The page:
The March/April edition of Foreign Policy is the "The War Issue" where most of the articles are on, erm, war.
What is striking is that there is no reference to international development in any of the pieces (note to Susan Glasser).
The most interesting article was about Patrick Ball "a statistician who has spent his life lifting the fog of war". Accurate data are one of the big casualties of war, we know. But this article is interesting because Ball argues that, yes, we need true data and accurate numbers, but we also need representative numbers--whether the data accurately reflect events--and we focus too much on the former and not the latter. We need to know more about what we don't know. We need to link more what happens in a database with what happens in the real world.
We got a glimpse last week of what happens in the real world of war and conflict through ICAI's report on DFID's work in Afghanistan (pdf). DFID overall gets an Amber/Red ("the programme meets some of the criteria for effectiveness and value for money but is not performing well. Significant improvements should be made"). Most of the report focuses on leakage (a fuzzy word which can cover inaccurate targeting of resources, inefficient distribution, diversion into other activities, legal or otherwise). It is very good that the report is hard hitting, but it would have been good to have the impact discussion go beyond leakage.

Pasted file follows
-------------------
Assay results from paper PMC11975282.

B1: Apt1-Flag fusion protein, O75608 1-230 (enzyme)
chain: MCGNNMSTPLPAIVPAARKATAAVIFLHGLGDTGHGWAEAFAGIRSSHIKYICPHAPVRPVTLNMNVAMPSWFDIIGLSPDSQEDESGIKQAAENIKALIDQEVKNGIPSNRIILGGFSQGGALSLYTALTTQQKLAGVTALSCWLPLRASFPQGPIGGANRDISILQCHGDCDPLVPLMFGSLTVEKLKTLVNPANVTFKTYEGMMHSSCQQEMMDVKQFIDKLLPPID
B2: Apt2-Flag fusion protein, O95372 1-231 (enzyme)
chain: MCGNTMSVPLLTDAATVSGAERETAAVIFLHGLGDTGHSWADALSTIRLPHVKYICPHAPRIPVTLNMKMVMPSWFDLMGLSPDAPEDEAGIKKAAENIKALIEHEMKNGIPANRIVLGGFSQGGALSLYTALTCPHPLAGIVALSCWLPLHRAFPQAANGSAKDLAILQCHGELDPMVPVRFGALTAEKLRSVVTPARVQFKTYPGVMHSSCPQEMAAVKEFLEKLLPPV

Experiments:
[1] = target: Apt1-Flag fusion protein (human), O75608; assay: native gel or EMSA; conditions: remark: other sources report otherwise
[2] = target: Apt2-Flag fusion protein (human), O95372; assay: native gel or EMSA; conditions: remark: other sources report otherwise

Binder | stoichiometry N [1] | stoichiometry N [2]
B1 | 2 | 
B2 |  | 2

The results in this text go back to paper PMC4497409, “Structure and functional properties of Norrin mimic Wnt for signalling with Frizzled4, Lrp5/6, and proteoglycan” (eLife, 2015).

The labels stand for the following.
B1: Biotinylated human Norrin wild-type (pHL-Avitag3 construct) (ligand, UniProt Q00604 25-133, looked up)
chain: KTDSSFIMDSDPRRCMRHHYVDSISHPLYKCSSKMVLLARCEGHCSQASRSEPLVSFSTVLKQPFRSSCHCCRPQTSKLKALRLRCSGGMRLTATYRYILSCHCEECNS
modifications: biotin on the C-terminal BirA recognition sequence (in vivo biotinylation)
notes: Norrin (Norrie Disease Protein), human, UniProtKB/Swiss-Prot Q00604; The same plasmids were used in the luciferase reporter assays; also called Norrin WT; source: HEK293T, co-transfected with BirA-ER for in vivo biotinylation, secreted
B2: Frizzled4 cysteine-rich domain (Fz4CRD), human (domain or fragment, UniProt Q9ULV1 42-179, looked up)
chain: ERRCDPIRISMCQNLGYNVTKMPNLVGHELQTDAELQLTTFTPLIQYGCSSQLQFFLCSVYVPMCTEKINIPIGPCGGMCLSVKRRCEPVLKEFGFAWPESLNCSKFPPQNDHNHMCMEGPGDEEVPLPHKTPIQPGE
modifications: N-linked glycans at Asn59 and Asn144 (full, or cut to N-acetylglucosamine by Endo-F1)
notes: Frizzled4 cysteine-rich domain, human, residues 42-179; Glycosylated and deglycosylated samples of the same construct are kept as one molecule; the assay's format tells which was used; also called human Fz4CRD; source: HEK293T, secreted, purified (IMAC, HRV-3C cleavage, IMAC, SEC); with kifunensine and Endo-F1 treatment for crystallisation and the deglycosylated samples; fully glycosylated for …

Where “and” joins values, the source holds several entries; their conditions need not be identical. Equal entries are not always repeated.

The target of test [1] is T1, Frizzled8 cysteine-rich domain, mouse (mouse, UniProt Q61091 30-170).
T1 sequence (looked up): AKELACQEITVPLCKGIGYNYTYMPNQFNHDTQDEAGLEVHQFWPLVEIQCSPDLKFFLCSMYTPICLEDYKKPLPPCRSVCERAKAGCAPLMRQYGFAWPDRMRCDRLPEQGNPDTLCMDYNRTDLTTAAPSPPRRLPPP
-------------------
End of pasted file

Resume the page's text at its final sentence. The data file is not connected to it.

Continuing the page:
My colleagues Jeremy Allouche and Jeremy Lind are leading some work on how do and should development and security combine in contexts that are fragile, conflictual and violent. A couple of weeks ago they organised a workshop on this subject. I prepared the table here to help me situate my thinking in this area. I share it with you not because I think it is so wonderful, but because it struck me that most of us probably operate in-or think in--only one of the cells in the table--the very upper right cell--non fragile contexts and developmental states.
Of course much of the real world is in the other cells.